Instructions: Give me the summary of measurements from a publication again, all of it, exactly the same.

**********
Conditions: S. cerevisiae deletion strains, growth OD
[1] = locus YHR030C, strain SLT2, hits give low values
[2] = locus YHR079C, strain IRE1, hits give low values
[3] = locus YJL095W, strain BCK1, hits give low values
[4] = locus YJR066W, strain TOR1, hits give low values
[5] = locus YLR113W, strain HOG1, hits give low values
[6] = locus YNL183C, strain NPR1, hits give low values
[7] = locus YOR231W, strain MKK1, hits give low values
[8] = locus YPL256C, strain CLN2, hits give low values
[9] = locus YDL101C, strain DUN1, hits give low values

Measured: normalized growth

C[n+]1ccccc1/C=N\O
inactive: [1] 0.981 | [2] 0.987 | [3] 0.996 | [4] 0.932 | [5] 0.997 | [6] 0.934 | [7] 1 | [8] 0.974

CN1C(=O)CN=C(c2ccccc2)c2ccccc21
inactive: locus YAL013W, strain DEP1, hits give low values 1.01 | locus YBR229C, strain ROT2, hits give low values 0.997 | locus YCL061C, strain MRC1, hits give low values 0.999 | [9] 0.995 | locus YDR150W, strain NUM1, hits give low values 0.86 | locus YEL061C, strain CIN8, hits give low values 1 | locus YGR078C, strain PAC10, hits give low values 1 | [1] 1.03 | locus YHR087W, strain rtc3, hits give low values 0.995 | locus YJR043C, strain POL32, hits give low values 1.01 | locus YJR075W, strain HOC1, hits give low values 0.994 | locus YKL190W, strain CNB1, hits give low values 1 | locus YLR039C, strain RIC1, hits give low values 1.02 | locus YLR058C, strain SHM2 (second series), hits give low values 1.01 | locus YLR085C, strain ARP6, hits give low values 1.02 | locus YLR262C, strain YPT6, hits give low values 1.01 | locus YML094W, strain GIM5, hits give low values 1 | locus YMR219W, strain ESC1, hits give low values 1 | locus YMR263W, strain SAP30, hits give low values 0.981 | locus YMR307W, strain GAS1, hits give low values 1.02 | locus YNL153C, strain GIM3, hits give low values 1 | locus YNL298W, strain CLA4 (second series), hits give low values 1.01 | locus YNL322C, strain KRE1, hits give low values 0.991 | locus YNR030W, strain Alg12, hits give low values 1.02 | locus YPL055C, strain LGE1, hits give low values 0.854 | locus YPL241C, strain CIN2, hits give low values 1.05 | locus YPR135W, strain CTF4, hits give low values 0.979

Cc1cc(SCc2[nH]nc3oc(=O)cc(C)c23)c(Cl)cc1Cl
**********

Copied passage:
Conditions: S. cerevisiae deletion strains, growth OD
[1] = locus YHR030C, strain SLT2, hits give low values
[2] = locus YHR079C, strain IRE1, hits give low values
[3] = locus YJL095W, strain BCK1, hits give low values
[4] = locus YJR066W, strain TOR1, hits give low values
[5] = locus YLR113W, strain HOG1, hits give low values
[6] = locus YNL183C, strain NPR1, hits give low values
[7] = locus YOR231W, strain MKK1, hits give low values
[8] = locus YPL256C, strain CLN2, hits give low values
[9] = locus YDL101C, strain DUN1, hits give low values

Measured: normalized growth

C[n+]1ccccc1/C=N\O
inactive: [1] 0.981 | [2] 0.987 | [3] 0.996 | [4] 0.932 | [5] 0.997 | [6] 0.934 | [7] 1 | [8] 0.974

CN1C(=O)CN=C(c2ccccc2)c2ccccc21
inactive: locus YAL013W, strain DEP1, hits give low values 1.01 | locus YBR229C, strain ROT2, hits give low values 0.997 | locus YCL061C, strain MRC1, hits give low values 0.999 | [9] 0.995 | locus YDR150W, strain NUM1, hits give low values 0.86 | locus YEL061C, strain CIN8, hits give low values 1 | locus YGR078C, strain PAC10, hits give low values 1 | [1] 1.03 | locus YHR087W, strain rtc3, hits give low values 0.995 | locus YJR043C, strain POL32, hits give low values 1.01 | locus YJR075W, strain HOC1, hits give low values 0.994 | locus YKL190W, strain CNB1, hits give low values 1 | locus YLR039C, strain RIC1, hits give low values 1.02 | locus YLR058C, strain SHM2 (second series), hits give low values 1.01 | locus YLR085C, strain ARP6, hits give low values 1.02 | locus YLR262C, strain YPT6, hits give low values 1.01 | locus YML094W, strain GIM5, hits give low values 1 | locus YMR219W, strain ESC1, hits give low values 1 | locus YMR263W, strain SAP30, hits give low values 0.981 | locus YMR307W, strain GAS1, hits give low values 1.02 | locus YNL153C, strain GIM3, hits give low values 1 | locus YNL298W, strain CLA4 (second series), hits give low values 1.01 | locus YNL322C, strain KRE1, hits give low values 0.991 | locus YNR030W, strain Alg12, hits give low values 1.02 | locus YPL055C, strain LGE1, hits give low values 0.854 | locus YPL241C, strain CIN2, hits give low values 1.05 | locus YPR135W, strain CTF4, hits give low values 0.979

Cc1cc(SCc2[nH]nc3oc(=O)cc(C)c23)c(Cl)cc1Cl